Woman arrested after allegedly assaulting, attempting to stab church deacon in East
EAST MILLINOCKET—A Medway woman was arrested last week on two criminal charges after she allegedly assaulted and attempted to a stab the deacon at St. Peter’s Catholic Church in East Millinocket. Wendy Wood was taken into custody at her residence in Medway a short time after the Sept. 8 incident and charged with one count each of assault and criminal threatening, according to Sgt. Kevin Giberson of the East Millinocket Police Department. After her arrest, Wood was transported to Millinocket Regional Hospital for a mental health evaluation and subsequently transferred to a mental health facility after being released on bail.
PD probing second homemade explosive device thrown at Millinocket residence
MILLINOCKET—Three weeks after a homemade improvised explosive device was thrown onto the porch of an Iron Bridge Road residence Millinocket police and the State Fire Marshal’s Office are investigating a second, similar incident that took place early Saturday morning at Kelley’s Mobile Home Park. The incident was brought to the attention of the Millinocket Police Department shortly after midnight when Officer Marty Legassey received a complaint from a resident in the mobile home park reporting what sounded like gun shots coming from an adjacent property, according to information from the incident report provided by Deputy Chief Janet Theriault. While Legassey was en route to the area, he received a call from the neighbor of the initial complainant stating he believed someone had thrown an explosive device at his residence.
Overwhelming generosity helps spur donation efforts
MILLINOCKET—In the days since eight families lost their homes and possessions earlier this month in the devastating fire that destroyed the Cyr Apartment building on Wassau Street, a local grassroots effort has developed to help the victims get back on their feet. Through the overwhelming generosity of countless area residents, a multi-phase donation campaign has yielded thousands of dollars worth of clothing and footwear along with monetary donations to assist those affected by the fire, and the collection effort has now turned its attention to household items to continue to assist the families with putting their lives back together following the Sept. 1 blaze.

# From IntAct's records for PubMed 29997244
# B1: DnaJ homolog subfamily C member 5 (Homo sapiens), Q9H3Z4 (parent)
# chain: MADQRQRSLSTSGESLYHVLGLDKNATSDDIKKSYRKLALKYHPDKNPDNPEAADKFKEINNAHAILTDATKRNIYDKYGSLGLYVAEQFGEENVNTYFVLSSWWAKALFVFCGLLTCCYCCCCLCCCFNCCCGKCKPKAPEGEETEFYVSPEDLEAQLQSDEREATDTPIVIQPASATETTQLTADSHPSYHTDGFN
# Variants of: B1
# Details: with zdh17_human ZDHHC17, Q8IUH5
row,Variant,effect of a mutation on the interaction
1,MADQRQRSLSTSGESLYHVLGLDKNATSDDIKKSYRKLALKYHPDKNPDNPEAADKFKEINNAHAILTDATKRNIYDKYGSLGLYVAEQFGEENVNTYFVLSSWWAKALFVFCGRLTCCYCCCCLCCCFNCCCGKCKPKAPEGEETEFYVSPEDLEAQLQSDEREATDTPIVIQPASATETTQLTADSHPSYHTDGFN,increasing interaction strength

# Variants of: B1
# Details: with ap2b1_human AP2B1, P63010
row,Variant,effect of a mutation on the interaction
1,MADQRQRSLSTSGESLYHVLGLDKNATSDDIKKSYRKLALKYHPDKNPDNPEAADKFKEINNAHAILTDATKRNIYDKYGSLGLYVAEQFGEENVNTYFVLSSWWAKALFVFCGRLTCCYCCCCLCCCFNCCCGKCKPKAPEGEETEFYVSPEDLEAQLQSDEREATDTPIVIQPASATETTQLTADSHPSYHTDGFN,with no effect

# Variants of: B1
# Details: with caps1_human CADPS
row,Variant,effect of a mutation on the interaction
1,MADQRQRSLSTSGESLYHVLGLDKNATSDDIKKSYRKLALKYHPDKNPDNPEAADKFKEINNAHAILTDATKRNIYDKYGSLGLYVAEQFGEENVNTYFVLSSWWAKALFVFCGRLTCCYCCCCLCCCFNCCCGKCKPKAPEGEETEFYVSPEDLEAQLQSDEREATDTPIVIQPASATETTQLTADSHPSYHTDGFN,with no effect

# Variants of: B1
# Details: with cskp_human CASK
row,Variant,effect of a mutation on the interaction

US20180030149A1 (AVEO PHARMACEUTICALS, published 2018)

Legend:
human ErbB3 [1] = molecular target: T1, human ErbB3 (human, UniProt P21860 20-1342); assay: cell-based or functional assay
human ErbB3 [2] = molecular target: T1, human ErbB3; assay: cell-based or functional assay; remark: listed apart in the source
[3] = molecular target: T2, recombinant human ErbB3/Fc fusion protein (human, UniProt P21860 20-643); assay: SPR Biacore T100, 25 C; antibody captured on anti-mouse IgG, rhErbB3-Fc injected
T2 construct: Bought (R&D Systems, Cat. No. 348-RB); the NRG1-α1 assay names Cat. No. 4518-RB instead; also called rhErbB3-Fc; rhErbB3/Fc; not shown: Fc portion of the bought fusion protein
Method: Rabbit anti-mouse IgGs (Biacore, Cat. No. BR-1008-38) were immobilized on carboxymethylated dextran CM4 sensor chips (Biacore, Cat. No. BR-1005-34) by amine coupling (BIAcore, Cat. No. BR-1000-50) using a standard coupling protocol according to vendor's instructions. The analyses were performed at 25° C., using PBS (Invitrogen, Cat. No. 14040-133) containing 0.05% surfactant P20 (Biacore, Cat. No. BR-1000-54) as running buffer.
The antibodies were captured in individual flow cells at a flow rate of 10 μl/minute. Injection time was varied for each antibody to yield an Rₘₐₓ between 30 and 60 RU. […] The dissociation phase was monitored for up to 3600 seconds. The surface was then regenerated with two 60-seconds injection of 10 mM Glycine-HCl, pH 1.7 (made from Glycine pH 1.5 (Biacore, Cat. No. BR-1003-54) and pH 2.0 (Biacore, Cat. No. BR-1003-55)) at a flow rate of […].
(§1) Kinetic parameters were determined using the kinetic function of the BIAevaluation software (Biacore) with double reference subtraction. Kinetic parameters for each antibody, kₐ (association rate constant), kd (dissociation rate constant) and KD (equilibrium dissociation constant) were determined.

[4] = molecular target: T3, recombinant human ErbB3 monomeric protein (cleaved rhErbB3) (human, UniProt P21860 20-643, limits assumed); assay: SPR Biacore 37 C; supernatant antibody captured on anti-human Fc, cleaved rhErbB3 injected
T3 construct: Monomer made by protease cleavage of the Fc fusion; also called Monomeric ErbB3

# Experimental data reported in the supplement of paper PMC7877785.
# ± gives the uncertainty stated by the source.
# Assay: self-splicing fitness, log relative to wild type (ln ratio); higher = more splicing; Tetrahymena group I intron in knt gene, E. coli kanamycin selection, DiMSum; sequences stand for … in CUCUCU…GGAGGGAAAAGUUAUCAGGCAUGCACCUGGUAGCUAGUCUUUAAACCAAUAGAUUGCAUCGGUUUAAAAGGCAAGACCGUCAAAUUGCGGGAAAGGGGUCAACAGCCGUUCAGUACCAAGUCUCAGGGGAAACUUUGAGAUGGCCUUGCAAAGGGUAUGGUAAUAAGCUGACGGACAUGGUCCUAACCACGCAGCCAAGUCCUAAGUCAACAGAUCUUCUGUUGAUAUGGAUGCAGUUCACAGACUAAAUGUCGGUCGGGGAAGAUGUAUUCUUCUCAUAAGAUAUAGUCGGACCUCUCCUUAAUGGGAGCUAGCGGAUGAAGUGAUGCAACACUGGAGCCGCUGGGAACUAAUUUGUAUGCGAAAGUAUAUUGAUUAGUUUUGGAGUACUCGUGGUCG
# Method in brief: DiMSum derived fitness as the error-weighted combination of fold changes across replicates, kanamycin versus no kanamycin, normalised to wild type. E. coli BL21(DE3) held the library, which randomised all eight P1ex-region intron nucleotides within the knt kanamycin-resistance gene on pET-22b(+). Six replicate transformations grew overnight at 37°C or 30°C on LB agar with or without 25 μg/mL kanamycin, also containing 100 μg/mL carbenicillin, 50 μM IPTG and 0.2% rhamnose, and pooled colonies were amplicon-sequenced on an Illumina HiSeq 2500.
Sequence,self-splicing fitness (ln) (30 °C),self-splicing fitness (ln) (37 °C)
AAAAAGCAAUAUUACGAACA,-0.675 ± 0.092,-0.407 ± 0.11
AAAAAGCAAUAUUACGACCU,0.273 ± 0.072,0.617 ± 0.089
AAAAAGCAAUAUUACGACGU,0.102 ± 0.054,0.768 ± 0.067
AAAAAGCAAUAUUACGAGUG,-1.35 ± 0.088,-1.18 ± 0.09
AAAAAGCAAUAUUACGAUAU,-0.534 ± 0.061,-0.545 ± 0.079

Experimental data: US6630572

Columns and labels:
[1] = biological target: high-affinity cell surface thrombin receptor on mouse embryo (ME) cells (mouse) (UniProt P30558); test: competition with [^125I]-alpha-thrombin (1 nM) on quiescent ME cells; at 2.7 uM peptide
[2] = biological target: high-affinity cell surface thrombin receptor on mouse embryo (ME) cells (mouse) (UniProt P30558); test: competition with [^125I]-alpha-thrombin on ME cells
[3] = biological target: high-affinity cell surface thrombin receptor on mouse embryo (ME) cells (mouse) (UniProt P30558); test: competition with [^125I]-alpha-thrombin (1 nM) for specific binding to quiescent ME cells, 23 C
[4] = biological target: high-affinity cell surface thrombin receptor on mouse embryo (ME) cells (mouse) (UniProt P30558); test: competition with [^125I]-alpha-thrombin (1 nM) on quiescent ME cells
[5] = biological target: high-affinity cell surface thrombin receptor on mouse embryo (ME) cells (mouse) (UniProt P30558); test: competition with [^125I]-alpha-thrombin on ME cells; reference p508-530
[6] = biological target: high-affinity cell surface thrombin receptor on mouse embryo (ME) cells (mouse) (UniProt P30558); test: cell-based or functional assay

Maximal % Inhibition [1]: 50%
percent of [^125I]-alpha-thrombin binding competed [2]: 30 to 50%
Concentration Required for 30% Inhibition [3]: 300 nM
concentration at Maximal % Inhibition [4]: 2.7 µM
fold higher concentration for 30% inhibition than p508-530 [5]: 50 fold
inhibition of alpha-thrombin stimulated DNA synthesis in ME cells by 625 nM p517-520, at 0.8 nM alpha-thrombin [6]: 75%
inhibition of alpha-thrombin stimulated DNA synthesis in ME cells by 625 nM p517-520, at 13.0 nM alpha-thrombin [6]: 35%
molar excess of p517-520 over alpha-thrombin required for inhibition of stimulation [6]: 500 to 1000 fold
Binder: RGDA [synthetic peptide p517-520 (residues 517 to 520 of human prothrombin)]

Divided board sends school budget to town meeting
EAST MILLINOCKET – With both sides making valid arguments, the East Millinocket Board of Selectmen voted 3-2 to send the newly revised school budget to the public in a special town meeting on Sept. 18. Board Chairman Gary MacLeod and Selectmen Kelley Michaud and James Jamo voted yes while Selectmen Clint Linscott and Mark Marston voted no. The town meeting will be held at 6 p.m. in the Schenck High School auditorium and the school budget validation vote will be held the following week on Sept. 23. This is the third attempt to get a school budget passed; both times the budget has passed at the town meeting but has been rejected handily in the secret ballot validation voting. Linscott said the budget presented didn’t represent any changes from the last budget except that it was actually increased by almost $10,000. He said putting that budget forward was a “slap in the face” to citizens who have increasingly rejected the budget at the voting booth.